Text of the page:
Chocolate Biscotti 

For those who don’t know Biscotti are Italian biscuits originating in the city of Prato. They are twice-baked, oblong-shaped, dry, crunchy, and nice to have with a cuppa. This was my first attempt at making them and as you’d expect there were a few hiccups. The recipe I used is from a book titled “Taste Chocolate.”

I had to do a few things differently to the recipe so my alterations will be in bold.

Anyway, here goes:


120g (3/4 C) hazelnuts 

350g (2 3/4 C) plain all purpose flour

A pinch of salt

2 tsp baking powder 

60g (1 C) cocoa powder

1 tsp vanilla extract

220g (1 C 2 Tbsp) brown sugar

5 small eggs

50g (1/3 C) pistachios, shelled

75g (1/2 C) raisins or dried cranberries

1/2 tsp lemon zest, finely grated.


1. Preheat oven to 180 degrees celsius.

2. Toast the hazelnuts in a dry non-stock pan, stirringly constantly. Take off the heat when the skins of the hazelnuts crack. Place in a paper towel and allow to steam for a minute or two. Rub the hazelnuts in the paper towel until all skin is removed.

3. Pour the flour into a large bowl, add the salt, baking powder, cocoa, and sugar and mix well. Make a well in the middle, add the eggs and vanilla into the well and mix until a smooth dough forms. Knead in the hazelnuts, pistachios, raisins (I used cranberries) and grated lemon peal.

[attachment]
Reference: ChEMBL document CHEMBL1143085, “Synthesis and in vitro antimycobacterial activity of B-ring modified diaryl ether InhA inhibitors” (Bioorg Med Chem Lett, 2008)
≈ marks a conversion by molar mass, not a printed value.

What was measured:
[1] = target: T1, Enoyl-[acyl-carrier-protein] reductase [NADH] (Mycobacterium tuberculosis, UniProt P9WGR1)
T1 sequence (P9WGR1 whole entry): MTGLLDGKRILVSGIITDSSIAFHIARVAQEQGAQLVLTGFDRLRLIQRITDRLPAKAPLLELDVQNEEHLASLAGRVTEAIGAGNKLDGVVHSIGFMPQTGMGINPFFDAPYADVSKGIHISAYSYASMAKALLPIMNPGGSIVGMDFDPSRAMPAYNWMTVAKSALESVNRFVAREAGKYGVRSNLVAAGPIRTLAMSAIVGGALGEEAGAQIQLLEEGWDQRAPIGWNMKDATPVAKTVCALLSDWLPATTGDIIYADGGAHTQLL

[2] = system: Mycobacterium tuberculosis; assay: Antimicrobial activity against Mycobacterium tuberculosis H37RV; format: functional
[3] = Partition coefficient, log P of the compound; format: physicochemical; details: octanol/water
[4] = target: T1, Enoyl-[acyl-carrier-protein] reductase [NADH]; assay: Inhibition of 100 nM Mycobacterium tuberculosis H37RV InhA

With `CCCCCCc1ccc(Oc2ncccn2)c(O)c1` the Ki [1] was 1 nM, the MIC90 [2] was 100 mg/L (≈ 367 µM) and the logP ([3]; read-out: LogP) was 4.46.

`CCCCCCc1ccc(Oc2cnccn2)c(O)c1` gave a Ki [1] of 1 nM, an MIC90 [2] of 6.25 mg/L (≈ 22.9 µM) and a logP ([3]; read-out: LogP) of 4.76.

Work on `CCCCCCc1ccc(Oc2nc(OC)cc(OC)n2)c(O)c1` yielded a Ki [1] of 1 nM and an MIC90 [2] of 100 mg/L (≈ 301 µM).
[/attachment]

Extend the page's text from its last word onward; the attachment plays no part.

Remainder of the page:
4. Shape the dough in a roll approximately 60 cm thick.

5. Place on a baking tray lined with baking paper and press the dough flat, until it is 3-4 cms in height. Bake on the bottom shelf for about 20 minutes, or until firm to touch.

6. Take out of the oven, remove the baked roll from the baking tray and place on a chopping board. 

7. In roughly 7 minutes, or when the dough is no longer to hot to cut without crumbling, slice the roll at a slight angle into approximately 2-3 cm slices using a serrated knife. 

8. Lay the slices on the baking tray and bake for a further 4-5 minutes on each side or until the centre is dried out. Leave to cool.

The main reason I had to alter the recipe so much is that it was quite brief in parts and I found myself having to look up how to do things online. The mixture also didn’t seem to bind using only 3 eggs, possibly because the recipe required the use of large eggs, but this was not specified. Instead I used 5 small and a little bit of water to get the dough to the right consistency.